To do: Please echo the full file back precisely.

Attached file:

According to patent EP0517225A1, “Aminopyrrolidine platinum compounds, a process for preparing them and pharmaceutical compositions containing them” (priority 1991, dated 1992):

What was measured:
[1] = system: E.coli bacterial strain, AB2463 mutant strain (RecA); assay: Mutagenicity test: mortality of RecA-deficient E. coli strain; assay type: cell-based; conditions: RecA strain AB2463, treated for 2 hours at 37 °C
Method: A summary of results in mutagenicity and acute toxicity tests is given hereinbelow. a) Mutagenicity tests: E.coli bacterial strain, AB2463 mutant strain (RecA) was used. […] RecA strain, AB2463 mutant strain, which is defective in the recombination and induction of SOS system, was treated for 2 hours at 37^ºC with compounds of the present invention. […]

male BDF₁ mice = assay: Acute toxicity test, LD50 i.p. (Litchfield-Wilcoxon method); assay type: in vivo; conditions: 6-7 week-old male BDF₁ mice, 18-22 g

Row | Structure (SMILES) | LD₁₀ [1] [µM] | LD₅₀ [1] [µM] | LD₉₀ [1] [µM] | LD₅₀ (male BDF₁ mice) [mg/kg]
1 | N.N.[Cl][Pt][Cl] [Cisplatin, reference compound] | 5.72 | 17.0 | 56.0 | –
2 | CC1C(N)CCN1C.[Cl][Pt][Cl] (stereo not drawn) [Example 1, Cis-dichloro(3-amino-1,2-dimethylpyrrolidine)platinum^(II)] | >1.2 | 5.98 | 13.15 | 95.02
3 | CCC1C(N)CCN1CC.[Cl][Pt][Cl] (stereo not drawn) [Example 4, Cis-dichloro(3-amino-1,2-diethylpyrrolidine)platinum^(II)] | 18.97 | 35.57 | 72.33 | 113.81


According to patent EP0517225A1, “Aminopyrrolidine platinum compounds, a process for preparing them and pharmaceutical compositions containing them” (priority 1991, dated 1992):

What was measured:
[1] = system: E.coli bacterial strain, AB2463 mutant strain (RecA); assay: Mutagenicity test: mortality of RecA-deficient E. coli strain; assay type: cell-based; conditions: RecA strain AB2463, treated for 2 hours at 37 °C
Method: A summary of results in mutagenicity and acute toxicity tests is given hereinbelow. a) Mutagenicity tests: E.coli bacterial strain, AB2463 mutant strain (RecA) was used. […] RecA strain, AB2463 mutant strain, which is defective in the recombination and induction of SOS system, was treated for 2 hours at 37^ºC with compounds of the present invention. […]

male BDF₁ mice = assay: Acute toxicity test, LD50 i.p. (Litchfield-Wilcoxon method); assay type: in vivo; conditions: 6-7 week-old male BDF₁ mice, 18-22 g

Row | Structure (SMILES) | LD₁₀ [1] [µM] | LD₅₀ [1] [µM] | LD₉₀ [1] [µM] | LD₅₀ (male BDF₁ mice) [mg/kg]
1 | N.N.[Cl][Pt][Cl] [Cisplatin, reference compound] | 5.72 | 17.0 | 56.0 | –
2 | CC1C(N)CCN1C.[Cl][Pt][Cl] (stereo not drawn) [Example 1, Cis-dichloro(3-amino-1,2-dimethylpyrrolidine)platinum^(II)] | >1.2 | 5.98 | 13.15 | 95.02
3 | CCC1C(N)CCN1CC.[Cl][Pt][Cl] (stereo not drawn) [Example 4, Cis-dichloro(3-amino-1,2-diethylpyrrolidine)platinum^(II)] | 18.97 | 35.57 | 72.33 | 113.81